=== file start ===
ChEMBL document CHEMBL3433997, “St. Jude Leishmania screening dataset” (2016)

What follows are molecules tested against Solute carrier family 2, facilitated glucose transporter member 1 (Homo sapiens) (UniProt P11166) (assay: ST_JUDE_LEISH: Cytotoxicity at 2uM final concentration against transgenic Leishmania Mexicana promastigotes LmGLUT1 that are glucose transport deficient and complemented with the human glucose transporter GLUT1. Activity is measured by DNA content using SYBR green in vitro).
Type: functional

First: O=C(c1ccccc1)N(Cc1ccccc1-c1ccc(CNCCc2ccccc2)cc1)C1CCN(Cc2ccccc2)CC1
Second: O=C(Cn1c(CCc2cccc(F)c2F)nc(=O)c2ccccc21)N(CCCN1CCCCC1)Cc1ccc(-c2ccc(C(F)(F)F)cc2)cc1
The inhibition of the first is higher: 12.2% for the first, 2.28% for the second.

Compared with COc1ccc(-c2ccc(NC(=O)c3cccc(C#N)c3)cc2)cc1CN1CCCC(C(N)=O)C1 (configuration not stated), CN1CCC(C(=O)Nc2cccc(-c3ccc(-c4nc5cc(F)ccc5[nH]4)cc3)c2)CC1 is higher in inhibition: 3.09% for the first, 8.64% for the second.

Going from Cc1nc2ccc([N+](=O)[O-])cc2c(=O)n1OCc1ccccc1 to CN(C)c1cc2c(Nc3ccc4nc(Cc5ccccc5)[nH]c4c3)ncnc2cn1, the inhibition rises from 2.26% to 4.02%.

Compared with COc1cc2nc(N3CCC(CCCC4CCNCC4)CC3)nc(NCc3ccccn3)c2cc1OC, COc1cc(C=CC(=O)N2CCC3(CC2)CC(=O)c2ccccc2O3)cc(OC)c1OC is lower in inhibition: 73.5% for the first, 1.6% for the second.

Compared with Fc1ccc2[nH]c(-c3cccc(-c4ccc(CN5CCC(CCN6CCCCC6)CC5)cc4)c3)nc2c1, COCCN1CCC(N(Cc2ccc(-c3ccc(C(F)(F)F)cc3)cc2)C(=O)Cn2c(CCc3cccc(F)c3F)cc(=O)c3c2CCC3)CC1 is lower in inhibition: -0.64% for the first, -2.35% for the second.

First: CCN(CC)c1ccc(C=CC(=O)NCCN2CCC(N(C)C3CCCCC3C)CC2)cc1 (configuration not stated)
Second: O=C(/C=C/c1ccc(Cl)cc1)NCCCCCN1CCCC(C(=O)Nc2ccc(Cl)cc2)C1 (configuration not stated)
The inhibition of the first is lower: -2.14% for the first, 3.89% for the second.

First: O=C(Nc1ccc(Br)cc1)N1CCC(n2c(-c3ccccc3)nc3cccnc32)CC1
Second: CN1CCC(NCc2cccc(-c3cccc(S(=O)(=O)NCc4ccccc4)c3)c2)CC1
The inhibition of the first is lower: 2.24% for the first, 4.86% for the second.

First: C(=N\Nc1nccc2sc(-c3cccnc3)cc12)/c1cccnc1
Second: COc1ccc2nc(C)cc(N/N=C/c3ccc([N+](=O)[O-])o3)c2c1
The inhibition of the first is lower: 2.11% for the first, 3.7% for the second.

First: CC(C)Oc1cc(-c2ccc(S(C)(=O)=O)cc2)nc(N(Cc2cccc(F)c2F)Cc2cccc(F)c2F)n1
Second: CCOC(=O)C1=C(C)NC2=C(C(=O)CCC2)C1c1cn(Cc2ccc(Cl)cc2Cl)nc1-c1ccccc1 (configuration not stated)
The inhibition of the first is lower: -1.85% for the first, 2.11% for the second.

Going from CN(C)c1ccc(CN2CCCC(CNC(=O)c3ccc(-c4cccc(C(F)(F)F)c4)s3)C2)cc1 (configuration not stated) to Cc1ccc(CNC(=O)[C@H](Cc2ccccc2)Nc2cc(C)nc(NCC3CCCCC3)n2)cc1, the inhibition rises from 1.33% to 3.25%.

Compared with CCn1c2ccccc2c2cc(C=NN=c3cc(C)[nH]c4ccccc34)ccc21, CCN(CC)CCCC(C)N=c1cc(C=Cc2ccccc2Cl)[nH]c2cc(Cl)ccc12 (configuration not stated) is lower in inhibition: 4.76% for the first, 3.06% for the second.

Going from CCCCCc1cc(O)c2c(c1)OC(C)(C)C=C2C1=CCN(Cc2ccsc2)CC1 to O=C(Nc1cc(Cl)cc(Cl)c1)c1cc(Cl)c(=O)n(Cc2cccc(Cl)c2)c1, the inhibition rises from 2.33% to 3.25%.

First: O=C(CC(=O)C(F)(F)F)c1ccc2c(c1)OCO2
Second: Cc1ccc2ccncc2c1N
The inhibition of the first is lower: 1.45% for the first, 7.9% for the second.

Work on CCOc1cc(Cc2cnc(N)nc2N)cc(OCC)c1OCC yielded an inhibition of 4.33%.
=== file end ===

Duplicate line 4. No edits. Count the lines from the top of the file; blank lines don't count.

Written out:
First: O=C(c1ccccc1)N(Cc1ccccc1-c1ccc(CNCCc2ccccc2)cc1)C1CCN(Cc2ccccc2)CC1